Sterile solution must have even less bacteria and endotoxins or it can’t be called sterile. Here’s how NxStage describes its sterile solution:

Additional information at…

On-line Preparation of Solutions for Dialysis!

Another good link which explains how and why water must meet stringent standards. Someone once asked about if home hemo might avoid Amyloidosis, and that too is mentioned. Supposedly using Ultrapure dialysite will curb it.

Filed your article for when I get a chance to read. Notice it contained info on contamination in ice machines. Think you said your husband works for a water dept., so maybe you understand this subject a little better than most. Saw a news report recently about ppl who became sick due to contaminated ice machines at a number of the fast food restaurants. Of course, the ff places were not following the infection control regulations and got right on it once their reputation was on the line.

I don’t know how the ff restaurants and regular restaurants are where other folks live, but where I have lived, and I have lived in different parts of the country, they are getting so dirty and disgusting, I can’t stand to hardly even go out for a burger anymore. I have noticed that the cashiers handle food with the same hands money is handled with, and if you look back into the food prep area, it is dirty, and food is all over the floor. The dining area is disgusting, too, at so many places. There seems to be a problem with restaurant inspections just as there is in healthcare.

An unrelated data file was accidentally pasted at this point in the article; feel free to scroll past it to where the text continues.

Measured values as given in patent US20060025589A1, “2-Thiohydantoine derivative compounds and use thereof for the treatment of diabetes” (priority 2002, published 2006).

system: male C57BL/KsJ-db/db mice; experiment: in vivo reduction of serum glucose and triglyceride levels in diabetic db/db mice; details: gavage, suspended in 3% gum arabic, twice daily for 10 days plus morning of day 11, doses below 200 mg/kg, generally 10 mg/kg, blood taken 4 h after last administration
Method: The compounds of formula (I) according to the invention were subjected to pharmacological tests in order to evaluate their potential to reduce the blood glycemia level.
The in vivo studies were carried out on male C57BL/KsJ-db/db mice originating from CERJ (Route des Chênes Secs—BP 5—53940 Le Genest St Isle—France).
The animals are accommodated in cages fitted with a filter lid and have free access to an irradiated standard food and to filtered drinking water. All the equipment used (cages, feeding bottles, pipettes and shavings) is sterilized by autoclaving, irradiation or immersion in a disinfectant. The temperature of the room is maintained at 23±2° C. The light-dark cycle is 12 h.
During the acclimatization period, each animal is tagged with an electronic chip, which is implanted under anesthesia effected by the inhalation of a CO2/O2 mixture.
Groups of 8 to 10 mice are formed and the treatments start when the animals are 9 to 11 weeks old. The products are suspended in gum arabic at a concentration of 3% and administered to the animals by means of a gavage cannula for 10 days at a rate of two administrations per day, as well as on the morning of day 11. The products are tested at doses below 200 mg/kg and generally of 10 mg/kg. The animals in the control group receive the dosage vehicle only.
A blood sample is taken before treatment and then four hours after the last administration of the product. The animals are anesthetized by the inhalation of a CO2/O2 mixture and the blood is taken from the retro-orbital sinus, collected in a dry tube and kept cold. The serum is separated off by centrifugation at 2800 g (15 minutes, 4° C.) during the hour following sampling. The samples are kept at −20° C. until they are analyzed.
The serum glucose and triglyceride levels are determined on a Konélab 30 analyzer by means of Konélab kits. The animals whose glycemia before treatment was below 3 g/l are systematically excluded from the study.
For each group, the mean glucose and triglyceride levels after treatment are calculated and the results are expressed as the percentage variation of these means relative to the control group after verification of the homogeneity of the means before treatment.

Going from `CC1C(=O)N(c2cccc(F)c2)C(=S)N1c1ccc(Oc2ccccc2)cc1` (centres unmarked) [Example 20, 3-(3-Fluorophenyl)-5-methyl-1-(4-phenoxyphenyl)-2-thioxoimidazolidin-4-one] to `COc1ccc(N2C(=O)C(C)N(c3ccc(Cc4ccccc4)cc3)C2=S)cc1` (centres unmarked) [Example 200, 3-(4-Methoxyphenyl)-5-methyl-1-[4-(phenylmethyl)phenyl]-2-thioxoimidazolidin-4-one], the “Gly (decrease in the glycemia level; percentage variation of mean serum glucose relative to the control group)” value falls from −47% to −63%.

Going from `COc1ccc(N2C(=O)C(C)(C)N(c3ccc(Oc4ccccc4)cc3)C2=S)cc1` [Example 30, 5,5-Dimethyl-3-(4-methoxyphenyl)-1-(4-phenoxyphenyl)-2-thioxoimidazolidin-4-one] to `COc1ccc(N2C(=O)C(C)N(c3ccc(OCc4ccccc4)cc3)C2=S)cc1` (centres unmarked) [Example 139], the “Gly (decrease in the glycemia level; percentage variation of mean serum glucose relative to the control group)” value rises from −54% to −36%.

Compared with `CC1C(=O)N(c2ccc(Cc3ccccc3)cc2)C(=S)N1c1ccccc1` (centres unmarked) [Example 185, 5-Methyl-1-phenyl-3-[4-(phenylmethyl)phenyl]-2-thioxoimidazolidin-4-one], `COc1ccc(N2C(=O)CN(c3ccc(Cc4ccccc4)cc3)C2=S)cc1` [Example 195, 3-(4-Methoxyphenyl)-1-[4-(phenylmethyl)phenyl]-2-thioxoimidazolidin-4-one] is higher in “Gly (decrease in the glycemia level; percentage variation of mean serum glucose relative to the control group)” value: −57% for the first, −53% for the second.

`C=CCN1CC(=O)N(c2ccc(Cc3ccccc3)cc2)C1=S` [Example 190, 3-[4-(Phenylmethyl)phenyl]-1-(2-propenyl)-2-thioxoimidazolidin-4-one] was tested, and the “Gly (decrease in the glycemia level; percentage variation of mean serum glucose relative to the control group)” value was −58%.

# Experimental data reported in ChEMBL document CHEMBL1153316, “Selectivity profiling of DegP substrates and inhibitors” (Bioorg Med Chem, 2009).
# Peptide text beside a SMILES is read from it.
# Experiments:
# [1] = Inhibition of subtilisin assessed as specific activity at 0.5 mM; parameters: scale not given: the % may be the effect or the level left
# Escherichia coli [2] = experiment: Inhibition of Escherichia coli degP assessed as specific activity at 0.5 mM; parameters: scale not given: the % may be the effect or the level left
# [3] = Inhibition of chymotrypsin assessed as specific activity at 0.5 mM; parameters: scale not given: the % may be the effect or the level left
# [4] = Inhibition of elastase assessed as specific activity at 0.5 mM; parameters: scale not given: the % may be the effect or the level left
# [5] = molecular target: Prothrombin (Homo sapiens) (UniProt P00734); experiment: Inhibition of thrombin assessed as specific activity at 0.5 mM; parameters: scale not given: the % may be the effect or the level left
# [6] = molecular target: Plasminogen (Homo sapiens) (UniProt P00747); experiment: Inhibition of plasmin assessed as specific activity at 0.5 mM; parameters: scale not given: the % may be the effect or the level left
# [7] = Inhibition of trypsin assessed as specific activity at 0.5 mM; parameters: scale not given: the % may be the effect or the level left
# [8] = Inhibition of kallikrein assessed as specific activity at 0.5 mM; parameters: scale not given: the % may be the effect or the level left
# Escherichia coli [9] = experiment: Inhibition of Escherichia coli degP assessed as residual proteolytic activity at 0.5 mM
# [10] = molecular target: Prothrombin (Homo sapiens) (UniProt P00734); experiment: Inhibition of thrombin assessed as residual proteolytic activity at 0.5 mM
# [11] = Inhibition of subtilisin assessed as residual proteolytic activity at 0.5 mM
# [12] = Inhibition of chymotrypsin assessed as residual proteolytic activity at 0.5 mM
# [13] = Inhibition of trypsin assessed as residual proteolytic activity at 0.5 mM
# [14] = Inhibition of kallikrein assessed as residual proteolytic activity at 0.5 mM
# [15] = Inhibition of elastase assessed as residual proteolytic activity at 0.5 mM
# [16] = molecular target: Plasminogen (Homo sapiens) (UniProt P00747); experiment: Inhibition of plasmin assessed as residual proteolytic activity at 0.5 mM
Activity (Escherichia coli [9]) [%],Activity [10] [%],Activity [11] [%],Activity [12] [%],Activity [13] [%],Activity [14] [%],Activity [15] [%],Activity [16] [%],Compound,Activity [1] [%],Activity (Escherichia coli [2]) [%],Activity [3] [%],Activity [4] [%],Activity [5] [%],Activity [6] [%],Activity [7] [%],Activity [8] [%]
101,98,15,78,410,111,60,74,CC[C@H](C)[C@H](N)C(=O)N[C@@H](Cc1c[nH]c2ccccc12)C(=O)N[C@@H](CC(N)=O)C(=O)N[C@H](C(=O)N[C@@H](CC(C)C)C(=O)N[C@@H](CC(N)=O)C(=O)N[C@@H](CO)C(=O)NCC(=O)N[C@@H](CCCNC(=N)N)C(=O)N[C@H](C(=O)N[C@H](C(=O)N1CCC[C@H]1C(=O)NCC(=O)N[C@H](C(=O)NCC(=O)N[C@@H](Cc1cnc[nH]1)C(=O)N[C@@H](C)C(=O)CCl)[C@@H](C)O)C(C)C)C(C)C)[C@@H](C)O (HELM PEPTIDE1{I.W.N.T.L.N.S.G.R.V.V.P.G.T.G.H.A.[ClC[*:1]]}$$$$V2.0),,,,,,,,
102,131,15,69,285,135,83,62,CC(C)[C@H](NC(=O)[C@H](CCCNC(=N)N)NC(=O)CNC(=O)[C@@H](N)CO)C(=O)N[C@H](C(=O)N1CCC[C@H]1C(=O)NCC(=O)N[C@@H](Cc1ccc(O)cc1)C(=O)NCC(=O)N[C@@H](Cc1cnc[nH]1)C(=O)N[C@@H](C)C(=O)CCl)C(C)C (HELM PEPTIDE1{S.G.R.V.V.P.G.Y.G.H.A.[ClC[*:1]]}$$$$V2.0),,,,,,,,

As you know, I am appauled by the lack of infection control in units. My last unit had nice pictures on the wall, but was still a dirty place. They gave us nice treats like ice tea and snow balls. One day it occured to me that if the unit itself was not clean, I wonder what the ice machine is like, so I took a look when no one was around. Just as I thought- it had mold and mildew growing in it ugh! Even if one could get a copy of the water report for the water system, who knows if they really follow protocol.

We really are safer at home, even though admittedly my house is not spic and span, partly because it’s small and I share it with three pets. We tend to become resistant to our everyday environment, plus we’re not exposed to a lot of sick people :wink: Home hemo will keep us exposed only to an environment that hopefully we have built up resistance to. I don’t eat out much, but do notice the things you do. In the grand scheme of things there are other things in my life that are way more important, like just trying to get house clean and laundry kept up at same time, that and I don’t have to eat out. Husband has both small and industrial waste water licenses, and qualifies for potable water license but is such a busy guy can’t find time to take the test, because it is just his part time job. In engineering by day. Lin.